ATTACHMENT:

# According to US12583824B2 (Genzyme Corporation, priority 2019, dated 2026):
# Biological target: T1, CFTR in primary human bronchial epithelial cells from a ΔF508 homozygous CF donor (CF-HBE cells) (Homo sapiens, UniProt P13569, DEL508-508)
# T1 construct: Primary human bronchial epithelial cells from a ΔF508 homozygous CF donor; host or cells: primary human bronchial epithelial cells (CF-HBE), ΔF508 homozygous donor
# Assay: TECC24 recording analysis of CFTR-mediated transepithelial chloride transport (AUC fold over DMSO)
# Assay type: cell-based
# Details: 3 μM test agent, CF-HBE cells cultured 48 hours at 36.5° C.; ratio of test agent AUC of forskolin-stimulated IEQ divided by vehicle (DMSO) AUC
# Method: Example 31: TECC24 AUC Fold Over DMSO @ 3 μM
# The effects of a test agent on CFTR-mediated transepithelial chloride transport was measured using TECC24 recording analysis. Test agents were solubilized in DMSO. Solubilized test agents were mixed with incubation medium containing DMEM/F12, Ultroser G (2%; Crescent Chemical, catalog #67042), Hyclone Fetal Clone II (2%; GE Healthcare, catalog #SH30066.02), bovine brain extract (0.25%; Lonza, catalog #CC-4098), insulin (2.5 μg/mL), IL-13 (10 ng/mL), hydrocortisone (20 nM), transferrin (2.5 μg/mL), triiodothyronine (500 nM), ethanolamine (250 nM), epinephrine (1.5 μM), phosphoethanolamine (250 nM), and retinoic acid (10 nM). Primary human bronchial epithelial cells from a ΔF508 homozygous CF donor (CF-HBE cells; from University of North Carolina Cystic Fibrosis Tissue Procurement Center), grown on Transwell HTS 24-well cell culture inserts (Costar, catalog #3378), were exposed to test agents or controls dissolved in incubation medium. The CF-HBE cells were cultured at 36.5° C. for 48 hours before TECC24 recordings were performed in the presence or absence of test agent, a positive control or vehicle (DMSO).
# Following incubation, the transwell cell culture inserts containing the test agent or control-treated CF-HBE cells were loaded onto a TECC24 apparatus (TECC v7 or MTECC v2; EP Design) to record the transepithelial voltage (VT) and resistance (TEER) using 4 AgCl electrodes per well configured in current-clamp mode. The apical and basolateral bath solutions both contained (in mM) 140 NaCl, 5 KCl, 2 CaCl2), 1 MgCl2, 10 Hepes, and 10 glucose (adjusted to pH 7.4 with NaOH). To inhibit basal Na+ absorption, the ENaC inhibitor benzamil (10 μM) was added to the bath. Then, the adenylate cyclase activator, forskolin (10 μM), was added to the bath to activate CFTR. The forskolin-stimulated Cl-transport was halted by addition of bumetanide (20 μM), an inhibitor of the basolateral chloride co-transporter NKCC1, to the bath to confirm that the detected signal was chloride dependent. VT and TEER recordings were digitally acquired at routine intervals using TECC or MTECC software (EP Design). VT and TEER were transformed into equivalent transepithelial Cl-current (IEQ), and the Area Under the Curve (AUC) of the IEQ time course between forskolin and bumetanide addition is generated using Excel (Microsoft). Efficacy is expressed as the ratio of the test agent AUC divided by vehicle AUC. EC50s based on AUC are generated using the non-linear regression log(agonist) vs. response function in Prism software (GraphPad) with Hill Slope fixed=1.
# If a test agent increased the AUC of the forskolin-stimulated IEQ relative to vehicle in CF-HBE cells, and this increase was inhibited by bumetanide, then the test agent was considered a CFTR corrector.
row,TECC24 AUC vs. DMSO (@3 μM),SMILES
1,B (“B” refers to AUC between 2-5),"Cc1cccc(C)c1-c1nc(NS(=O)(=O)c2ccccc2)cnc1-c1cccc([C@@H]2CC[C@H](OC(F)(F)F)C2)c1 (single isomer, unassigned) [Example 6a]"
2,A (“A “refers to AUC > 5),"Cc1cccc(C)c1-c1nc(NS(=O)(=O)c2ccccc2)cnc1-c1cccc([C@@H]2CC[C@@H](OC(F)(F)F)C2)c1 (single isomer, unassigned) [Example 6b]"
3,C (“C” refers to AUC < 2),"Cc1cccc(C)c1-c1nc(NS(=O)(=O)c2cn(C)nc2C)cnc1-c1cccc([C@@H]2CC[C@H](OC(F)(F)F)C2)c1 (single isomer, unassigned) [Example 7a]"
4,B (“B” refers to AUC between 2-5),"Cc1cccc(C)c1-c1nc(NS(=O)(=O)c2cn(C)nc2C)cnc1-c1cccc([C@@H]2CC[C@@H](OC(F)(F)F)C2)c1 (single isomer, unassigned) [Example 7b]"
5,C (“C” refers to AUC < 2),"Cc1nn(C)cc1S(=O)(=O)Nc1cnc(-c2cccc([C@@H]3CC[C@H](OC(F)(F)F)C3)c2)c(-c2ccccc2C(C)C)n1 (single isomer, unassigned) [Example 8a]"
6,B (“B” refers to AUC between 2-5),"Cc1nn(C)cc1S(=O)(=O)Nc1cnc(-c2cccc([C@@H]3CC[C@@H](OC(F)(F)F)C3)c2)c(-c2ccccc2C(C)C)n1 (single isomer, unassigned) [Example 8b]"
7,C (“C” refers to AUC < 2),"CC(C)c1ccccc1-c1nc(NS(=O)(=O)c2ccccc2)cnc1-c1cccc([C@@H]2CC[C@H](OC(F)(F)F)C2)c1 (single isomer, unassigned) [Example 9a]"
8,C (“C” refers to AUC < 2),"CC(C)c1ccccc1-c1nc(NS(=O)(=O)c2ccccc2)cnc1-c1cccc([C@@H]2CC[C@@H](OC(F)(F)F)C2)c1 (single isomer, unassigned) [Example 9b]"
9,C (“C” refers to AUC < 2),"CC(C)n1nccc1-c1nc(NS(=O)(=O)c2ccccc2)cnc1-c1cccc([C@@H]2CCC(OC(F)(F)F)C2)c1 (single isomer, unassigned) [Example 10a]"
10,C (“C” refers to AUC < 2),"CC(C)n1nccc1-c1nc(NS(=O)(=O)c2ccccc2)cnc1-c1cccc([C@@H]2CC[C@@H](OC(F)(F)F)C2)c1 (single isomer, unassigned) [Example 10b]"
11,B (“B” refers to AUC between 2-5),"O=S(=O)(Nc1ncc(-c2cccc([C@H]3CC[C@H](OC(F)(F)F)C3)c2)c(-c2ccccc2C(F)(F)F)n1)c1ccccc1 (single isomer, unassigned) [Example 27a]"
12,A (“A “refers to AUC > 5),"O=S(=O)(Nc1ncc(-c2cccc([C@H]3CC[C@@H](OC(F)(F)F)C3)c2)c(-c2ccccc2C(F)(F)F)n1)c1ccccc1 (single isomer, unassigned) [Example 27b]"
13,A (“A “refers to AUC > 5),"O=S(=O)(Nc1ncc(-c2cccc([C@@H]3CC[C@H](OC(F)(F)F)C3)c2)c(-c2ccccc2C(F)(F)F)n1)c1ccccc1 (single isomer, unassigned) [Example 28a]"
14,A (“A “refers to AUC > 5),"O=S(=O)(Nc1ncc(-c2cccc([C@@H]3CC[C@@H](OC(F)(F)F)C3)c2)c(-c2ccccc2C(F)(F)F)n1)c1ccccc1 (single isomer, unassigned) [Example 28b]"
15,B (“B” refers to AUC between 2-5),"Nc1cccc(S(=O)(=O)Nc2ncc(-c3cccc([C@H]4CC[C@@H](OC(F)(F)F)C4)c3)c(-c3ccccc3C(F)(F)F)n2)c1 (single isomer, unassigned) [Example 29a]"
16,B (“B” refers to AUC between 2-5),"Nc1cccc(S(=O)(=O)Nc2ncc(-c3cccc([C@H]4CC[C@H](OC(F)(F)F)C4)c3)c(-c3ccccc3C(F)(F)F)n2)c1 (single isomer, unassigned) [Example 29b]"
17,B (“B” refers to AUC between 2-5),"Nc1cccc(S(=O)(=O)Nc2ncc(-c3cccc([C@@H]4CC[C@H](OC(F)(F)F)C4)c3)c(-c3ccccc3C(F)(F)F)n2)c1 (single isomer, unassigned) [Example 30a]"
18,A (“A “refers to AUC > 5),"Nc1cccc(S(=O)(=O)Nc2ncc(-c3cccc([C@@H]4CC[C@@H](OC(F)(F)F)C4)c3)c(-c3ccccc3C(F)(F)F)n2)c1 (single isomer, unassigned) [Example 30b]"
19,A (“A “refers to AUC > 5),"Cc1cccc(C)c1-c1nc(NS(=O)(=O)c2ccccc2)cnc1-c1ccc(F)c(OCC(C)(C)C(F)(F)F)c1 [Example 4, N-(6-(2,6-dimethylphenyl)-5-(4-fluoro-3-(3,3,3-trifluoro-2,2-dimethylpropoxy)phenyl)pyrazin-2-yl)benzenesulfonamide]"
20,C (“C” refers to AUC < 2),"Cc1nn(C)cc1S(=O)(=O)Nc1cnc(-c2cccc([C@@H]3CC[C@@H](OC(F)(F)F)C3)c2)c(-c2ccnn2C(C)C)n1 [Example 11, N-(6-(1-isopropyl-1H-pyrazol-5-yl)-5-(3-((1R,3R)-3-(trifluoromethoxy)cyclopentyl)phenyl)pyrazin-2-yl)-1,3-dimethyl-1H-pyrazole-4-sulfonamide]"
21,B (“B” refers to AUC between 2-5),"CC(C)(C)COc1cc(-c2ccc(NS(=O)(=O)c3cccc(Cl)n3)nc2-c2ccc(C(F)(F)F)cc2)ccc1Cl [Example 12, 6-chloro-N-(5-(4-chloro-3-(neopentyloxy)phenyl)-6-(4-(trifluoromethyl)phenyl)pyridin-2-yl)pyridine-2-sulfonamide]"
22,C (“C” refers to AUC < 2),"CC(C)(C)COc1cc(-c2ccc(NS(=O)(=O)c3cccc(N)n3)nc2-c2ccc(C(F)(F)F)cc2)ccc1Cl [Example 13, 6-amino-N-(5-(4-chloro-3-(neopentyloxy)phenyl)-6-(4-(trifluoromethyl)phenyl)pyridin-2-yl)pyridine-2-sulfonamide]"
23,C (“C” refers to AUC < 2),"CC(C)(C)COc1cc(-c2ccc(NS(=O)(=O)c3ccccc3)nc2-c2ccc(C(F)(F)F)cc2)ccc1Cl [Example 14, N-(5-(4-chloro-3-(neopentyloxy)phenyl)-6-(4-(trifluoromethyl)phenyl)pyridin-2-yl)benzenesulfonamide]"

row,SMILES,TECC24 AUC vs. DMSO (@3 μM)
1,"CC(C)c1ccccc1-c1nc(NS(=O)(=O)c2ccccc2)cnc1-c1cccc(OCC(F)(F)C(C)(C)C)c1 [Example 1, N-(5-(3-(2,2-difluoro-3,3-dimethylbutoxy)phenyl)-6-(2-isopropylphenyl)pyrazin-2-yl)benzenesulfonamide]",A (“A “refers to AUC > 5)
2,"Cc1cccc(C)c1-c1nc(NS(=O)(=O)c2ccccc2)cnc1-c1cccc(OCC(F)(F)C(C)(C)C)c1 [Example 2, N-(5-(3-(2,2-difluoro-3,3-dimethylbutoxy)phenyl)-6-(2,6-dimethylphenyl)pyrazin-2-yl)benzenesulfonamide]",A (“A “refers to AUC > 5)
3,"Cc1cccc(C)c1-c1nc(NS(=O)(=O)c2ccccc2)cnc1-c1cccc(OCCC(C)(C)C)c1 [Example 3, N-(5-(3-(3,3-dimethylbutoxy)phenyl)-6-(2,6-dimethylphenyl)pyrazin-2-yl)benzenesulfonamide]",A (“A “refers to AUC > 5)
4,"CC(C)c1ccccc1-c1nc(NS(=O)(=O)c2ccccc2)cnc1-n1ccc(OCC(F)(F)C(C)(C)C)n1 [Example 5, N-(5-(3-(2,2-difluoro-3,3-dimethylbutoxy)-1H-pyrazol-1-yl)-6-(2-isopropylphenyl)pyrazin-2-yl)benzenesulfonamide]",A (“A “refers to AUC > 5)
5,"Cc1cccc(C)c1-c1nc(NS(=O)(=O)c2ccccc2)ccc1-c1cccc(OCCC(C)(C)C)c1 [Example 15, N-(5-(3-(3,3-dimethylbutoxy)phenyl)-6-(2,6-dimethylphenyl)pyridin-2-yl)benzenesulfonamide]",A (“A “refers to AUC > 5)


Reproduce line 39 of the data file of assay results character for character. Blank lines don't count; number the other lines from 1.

4,"CC(C)c1ccccc1-c1nc(NS(=O)(=O)c2ccccc2)cnc1-n1ccc(OCC(F)(F)C(C)(C)C)n1 [Example 5, N-(5-(3-(2,2-difluoro-3,3-dimethylbutoxy)-1H-pyrazol-1-yl)-6-(2-isopropylphenyl)pyrazin-2-yl)benzenesulfonamide]",A (“A “refers to AUC > 5)